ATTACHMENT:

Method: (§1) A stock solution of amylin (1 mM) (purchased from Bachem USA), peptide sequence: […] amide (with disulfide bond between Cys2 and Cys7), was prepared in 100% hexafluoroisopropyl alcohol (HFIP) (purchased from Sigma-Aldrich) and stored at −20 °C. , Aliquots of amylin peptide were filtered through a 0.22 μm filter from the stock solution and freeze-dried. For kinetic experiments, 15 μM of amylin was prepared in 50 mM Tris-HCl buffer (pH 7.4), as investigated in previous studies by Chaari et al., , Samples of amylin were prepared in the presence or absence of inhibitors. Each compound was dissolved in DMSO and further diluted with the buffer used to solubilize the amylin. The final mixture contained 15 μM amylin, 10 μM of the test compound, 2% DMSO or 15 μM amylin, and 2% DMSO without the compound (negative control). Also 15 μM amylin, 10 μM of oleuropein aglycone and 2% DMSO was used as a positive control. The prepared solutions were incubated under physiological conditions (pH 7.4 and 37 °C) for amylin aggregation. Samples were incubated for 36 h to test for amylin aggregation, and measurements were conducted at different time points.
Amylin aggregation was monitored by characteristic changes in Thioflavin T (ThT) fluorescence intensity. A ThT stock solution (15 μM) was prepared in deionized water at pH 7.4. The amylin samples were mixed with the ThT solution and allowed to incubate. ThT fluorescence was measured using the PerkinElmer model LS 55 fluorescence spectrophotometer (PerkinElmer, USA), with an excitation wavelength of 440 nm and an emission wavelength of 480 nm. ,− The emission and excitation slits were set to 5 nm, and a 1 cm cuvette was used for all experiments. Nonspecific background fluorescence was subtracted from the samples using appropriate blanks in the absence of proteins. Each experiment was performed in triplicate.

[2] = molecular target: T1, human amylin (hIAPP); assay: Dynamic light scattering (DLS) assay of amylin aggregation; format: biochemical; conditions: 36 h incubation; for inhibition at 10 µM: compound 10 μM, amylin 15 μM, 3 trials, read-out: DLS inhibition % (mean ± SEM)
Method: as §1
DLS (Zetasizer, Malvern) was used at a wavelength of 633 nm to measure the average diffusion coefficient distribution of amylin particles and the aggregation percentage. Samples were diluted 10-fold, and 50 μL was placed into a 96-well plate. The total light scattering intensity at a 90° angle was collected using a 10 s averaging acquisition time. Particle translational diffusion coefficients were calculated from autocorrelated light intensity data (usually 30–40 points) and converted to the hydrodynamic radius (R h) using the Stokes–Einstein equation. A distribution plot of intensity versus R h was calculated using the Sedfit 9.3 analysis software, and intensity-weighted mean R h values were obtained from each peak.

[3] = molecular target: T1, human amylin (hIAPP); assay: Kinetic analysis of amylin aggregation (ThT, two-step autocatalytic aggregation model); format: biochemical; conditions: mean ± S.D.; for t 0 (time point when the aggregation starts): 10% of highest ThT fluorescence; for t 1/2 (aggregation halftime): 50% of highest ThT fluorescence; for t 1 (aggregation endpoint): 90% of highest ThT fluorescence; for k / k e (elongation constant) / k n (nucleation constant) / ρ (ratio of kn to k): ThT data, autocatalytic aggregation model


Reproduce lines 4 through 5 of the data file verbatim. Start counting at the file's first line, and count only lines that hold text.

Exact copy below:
Method: as §1
DLS (Zetasizer, Malvern) was used at a wavelength of 633 nm to measure the average diffusion coefficient distribution of amylin particles and the aggregation percentage. Samples were diluted 10-fold, and 50 μL was placed into a 96-well plate. The total light scattering intensity at a 90° angle was collected using a 10 s averaging acquisition time. Particle translational diffusion coefficients were calculated from autocorrelated light intensity data (usually 30–40 points) and converted to the hydrodynamic radius (R h) using the Stokes–Einstein equation. A distribution plot of intensity versus R h was calculated using the Sedfit 9.3 analysis software, and intensity-weighted mean R h values were obtained from each peak.